Fort William, Scotland

The stunning scenery continued from Loch Ness all the way down to Fort William. Half of the time we gazed out at beautiful, misty forests, and the other half we followed surging waterways bordered by looming mountains. I guess there had been a decent amount of rain (or snow) lately, as there were frequent streams of water cascading down the sides of the mountains, crashing violently into the already swollen rivers. I could have sworn there were more waterfalls here than in Switzerland.

 

Arriving in Fort William, we realised that we must have passed Ben Nevis at some point but the fog prevented us from seeing the top of any peak. It was already dark by this time (mid-afternoon), so we decided to spend the rest of the day sitting in a pub, chatting to the locals. The Scottish accent was considerably thicker here, and I had to rely on Danny to translate their English into my English.

 

The forecast for tonight was -4ºC with a chance of snow. I’m sure that was a new record for me. We had the heater running in the van all evening until the moment we jumped into bed. I am not made to withstand weather like this (and it's not even winter yet).

Once the sun finally rose, I completed a speedy tour around Fort William but there wasn't much that caught my attention. On cold, wet, windy days, everything just looks pale and lifeless.

 

Leaving the empty town behind, we jumped behind the wheel for another attempt at locating Ben Nevis. The task was again disrupted by fog, severely restricting our field of vision. We drove for an eternity down a single-lane, deserted road, stopping at the beginning of a walk through a gorge. We didn't bother with the walk (the rain turned us off) but the surrounding scenery was mind-blowing. The mountains, the snow, the waterfalls all combined to produce a movie set-like landscape that would have been even more spectacular on a sunny day.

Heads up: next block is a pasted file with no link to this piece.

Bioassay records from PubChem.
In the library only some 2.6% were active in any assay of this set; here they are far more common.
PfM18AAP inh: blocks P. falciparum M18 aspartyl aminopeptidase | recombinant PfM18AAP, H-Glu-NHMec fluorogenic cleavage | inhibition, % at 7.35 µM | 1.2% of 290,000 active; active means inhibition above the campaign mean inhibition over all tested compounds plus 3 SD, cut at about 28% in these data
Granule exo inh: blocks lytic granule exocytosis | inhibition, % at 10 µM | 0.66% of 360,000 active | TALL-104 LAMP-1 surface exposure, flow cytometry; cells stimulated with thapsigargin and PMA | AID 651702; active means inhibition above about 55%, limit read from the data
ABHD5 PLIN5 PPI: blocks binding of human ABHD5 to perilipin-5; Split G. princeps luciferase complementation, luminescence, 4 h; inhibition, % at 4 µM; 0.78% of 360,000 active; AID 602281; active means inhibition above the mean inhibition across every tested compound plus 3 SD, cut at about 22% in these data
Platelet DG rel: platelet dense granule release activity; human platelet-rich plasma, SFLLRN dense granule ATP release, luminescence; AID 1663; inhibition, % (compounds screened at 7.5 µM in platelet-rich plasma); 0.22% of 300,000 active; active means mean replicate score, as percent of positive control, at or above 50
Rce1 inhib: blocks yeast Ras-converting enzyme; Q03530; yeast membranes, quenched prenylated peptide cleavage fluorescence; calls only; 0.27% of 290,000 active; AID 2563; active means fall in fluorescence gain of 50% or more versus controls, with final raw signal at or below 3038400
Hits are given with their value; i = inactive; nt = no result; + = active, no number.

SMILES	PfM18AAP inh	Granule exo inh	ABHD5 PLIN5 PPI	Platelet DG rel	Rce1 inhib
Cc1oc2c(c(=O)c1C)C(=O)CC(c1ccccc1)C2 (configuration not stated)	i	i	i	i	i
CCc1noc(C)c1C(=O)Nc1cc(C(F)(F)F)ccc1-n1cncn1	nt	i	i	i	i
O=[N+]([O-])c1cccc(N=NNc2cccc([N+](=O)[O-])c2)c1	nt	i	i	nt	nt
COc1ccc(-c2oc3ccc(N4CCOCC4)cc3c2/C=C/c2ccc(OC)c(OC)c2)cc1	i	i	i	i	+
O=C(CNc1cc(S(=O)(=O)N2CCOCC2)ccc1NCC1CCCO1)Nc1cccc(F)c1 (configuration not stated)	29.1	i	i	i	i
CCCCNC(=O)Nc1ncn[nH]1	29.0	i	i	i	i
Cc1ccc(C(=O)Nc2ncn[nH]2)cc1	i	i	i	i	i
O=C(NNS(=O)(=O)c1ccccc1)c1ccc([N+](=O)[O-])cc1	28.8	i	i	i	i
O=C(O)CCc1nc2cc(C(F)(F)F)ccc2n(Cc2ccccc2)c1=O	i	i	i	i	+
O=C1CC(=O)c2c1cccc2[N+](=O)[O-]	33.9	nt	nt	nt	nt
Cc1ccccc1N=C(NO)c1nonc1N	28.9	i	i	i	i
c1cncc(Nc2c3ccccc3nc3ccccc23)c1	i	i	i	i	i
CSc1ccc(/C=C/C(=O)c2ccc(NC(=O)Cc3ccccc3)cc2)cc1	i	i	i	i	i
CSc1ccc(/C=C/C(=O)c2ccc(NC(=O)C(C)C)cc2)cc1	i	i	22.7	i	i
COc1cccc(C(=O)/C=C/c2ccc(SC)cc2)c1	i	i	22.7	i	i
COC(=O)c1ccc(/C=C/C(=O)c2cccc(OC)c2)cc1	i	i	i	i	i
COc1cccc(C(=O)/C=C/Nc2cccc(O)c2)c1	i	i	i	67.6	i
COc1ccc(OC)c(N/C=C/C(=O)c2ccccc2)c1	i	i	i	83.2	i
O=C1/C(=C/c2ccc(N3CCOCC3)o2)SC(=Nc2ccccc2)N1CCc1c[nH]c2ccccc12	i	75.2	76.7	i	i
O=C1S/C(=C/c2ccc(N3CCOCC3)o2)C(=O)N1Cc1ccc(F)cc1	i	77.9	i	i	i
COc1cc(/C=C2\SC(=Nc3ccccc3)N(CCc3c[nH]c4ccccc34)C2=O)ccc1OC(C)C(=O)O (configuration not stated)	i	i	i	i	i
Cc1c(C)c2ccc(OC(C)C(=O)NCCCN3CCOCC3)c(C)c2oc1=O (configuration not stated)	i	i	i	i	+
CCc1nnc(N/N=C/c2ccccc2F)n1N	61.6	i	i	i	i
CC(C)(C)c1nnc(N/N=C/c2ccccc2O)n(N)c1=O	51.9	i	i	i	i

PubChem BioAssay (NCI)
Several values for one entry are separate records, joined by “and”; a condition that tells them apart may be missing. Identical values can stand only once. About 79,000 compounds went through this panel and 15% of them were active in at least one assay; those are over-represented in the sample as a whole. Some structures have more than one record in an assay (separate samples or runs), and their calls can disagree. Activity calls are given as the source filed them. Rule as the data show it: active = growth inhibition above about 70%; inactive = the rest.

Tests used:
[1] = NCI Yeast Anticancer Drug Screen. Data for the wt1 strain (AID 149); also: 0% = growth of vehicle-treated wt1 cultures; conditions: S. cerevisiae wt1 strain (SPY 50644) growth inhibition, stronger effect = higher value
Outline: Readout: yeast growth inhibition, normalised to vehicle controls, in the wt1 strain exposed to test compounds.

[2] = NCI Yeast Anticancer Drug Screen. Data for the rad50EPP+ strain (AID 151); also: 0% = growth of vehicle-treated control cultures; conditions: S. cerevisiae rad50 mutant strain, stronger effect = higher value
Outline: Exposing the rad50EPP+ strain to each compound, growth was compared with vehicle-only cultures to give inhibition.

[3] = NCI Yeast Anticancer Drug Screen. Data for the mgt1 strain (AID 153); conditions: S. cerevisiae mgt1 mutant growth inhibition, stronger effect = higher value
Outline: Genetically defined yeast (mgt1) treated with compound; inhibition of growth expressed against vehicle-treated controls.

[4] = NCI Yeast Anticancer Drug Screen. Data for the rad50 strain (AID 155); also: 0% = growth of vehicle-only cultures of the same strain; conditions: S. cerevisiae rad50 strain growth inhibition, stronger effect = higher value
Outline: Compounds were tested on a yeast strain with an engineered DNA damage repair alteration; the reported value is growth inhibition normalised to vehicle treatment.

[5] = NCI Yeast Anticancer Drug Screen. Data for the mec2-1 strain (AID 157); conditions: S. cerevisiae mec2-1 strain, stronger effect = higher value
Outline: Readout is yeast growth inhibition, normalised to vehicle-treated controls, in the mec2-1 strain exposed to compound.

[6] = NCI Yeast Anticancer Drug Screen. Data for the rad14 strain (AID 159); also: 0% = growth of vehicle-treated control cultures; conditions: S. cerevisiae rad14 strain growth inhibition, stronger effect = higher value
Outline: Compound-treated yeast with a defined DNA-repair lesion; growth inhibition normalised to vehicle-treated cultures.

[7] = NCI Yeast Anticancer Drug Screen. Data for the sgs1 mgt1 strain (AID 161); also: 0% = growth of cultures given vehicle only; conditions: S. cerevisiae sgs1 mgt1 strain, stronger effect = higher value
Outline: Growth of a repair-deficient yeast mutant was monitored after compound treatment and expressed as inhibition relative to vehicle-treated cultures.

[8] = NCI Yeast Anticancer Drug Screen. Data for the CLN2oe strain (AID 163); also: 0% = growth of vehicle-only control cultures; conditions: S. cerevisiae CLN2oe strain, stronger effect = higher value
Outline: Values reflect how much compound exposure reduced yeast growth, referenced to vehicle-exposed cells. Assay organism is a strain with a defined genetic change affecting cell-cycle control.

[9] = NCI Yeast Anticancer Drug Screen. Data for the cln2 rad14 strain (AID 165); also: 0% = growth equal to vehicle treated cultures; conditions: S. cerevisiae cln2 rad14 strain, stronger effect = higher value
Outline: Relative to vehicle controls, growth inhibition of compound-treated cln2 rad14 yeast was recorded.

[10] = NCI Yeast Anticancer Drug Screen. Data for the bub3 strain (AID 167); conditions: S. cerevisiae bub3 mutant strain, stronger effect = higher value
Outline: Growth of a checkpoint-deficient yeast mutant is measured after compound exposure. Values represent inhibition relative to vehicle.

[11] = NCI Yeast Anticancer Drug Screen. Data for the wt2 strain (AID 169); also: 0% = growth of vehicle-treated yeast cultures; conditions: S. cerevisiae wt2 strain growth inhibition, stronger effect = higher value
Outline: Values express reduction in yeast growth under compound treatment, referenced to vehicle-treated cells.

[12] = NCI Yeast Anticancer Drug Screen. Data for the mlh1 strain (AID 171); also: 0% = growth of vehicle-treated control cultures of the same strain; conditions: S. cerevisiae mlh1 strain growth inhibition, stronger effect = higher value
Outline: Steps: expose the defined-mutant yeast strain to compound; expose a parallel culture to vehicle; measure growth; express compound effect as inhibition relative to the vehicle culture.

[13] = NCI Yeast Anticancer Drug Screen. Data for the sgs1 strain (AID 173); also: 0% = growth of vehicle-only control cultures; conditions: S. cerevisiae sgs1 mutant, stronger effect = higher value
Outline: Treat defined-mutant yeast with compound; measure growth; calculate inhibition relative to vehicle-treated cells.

The views on the way to Glasgow somehow became even more dramatic - taller mountains, faster rivers, bulging lakes, and snow carpeting the ground all the way down to the road. But that was not what we remembered about this drive. Yet again, the wind was at hurricane levels, the roads were narrow, and there was masses of oncoming traffic. As has happened several times now, we heard our skylight pop open when a truck passed by us. Danny climbed into the back and closed it again, no problem. Until we met the next truck, which blew the entire skylight unit right off the van. I immediately pulled over so Danny could jump out and run down the road to search for our two-day-old skylight (he found it in a ditch). Upon inspection, we discovered that the skylight had snapped where it connects to the van, and we knew there was no repairing it. The only consolation we had was that the break was in the original skylight, not the new translucent screen we had just purchased. As it was raining we needed a rapid solution, so we placed the skylight back into the hole in the roof and secured it with our elastic clothes lines. It worked surprisingly well, but we weren’t taking any chances - every time another truck thundered past, Danny sprang up and clenched the skylight tight with both hands. Every time we think we have solved all of our campervan problems, another one comes along.

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